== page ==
2-Week Rifaximin Regimen Associated With Symptom Relief Over 12 Weeks in Nonconstipated Irritable Bowel Syndrome

The randomized, double-blind, placebo-controlled, multicenter phase III trials TARGET 1 and TARGET 2 evaluated the role of rifaximin in nonconstipated irritable bowel syndrome (IBS). A total of 1,260 patients with mild-to-moderate symptoms of nonconstipated IBS were randomly assigned to receive rifaximin 550 mg or placebo 3 times per day for 2 weeks. Patients were followed for the subsequent 10 weeks. The primary endpoint, the proportion of patients with adequate relief of weekly IBS symptoms for at least 2 of the first 4 weeks immediately following the treatment period, was significantly higher with rifaximin versus placebo in TARGET 1, TARGET 2, and the pooled data, in an intent-to-treat analysis (Table 1). Rifaximin was also associated with a significantly higher proportion of patients with IBS symptom relief and adequate relief of bloating. Patients taking rifaximin also had significantly improved daily assessments of IBS symptoms, bloating, abdominal pain, and discomfort compared to those taking placebo. The likelihood of sustained IBS symptom relief over the 3-month study period was also significantly higher with rifaximin versus placebo. The safety profile of rifaximin was similar to that of placebo.

Table 1. Responders to Adequate Relief of IBS Symptoms and IBS-related Bloating (ITT Population)

Endpoints

TARGET 1 (N=623) (Rifaximin vs placebo) TARGET 2 (N=637) (Rifaximin vs placebo) Results of pooled data (N=1,260) (Rifaximin vs placebo)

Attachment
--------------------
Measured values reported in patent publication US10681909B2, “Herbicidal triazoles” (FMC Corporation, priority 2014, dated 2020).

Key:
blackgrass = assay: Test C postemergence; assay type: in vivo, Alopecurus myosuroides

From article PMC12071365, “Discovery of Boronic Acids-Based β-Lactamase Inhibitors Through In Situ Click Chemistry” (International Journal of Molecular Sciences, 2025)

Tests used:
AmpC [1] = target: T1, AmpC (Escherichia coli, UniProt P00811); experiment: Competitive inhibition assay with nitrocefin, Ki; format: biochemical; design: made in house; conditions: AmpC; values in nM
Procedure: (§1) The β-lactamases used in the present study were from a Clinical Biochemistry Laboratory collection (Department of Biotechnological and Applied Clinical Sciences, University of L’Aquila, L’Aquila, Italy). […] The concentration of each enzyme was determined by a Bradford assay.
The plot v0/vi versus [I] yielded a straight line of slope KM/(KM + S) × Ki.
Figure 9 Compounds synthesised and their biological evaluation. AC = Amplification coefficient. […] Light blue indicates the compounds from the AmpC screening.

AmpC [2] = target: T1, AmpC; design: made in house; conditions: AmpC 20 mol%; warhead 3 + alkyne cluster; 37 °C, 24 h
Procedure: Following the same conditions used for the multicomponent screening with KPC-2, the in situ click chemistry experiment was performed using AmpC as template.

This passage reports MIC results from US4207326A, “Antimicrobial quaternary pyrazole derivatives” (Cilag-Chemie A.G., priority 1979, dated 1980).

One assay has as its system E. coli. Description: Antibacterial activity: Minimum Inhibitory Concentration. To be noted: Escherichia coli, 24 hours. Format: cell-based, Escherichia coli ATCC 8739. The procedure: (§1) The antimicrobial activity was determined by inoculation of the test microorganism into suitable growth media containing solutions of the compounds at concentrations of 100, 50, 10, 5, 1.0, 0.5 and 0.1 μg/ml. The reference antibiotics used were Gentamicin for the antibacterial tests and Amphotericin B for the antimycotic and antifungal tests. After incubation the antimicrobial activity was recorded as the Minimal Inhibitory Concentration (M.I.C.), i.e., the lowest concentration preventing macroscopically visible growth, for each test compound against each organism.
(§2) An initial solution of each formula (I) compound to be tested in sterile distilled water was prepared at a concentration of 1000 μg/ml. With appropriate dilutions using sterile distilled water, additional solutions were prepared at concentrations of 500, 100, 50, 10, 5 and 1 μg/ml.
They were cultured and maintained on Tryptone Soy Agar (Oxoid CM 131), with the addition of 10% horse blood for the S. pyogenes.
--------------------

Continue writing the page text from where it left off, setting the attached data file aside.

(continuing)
Adequate relief of IBS symptoms 40.8% vs 31.2% (P=.0125) 40.6% vs 32.2% (P=.0263) 40.7% vs 31.7% (P=.0008)
Adequate relief of IBS-related bloating 39.5% vs 28.7% (P=.0045) 41.0% vs 31.9% (P=.0167) 40.2% vs 30.3% (P=.0002)

Secondary Causes a Significant Factor in Patients With Presumed IBS With Short Remission After Antibiotic Therapy

The identification of small intestinal bacterial overgrowth (SIBO) by lactulose breath testing (LBT) in patients with IBS prompted the use of antibiotic therapy in IBS. This has led to the recognition of antibiotic-refractory IBS as well as a shift in tertiary care referrals of antibiotic-naive patients. In some cases, patients with abnormal LBT results have had poor responses to antibiotic therapy. To evaluate the role of alternative diagnoses in these patients, Chou and colleagues performed a chart review of patients with IBS and abnormal LBT results who were referred to a tertiary care medical center’s gastrointestinal motility program after having poor responses to antibiotics, defined as a response lasting less than 1 month. Of the 65 patients evaluated, alternative explanations for abnormal LBT results and early relapse were identified for 20 patients (30.8%). These included rectocele/pro-lapse (3 patients), small-bowel obstruction (2 patients), small-bowel diverticular disease (2 patients), intestinal malrotation (1 patient), and volvulus (1 patient). These patients were all referred for surgical treatment. Other factors contributing to SIBO and short remission periods were chronic narcotic use (3 patients), neuropathic causes (1 patient each with Addison disease, scleroderma, colonic inertia, and vagotomy from laryngeal tumor surgery), and inflammatory diseases (1 patient each with ulcerative colitis and nonsteroidal anti-inflammatory drug-induced intestinal ulceration). Unusual causes included mitochondrial myopathy, atrophic gastritis, and vitamin B12 deficiency. The researchers concluded that the increasing use of antibiotics in patients with presumed IBS will likely lead to an increase in referrals to tertiary care centers based upon a lack of response to antibiotics.
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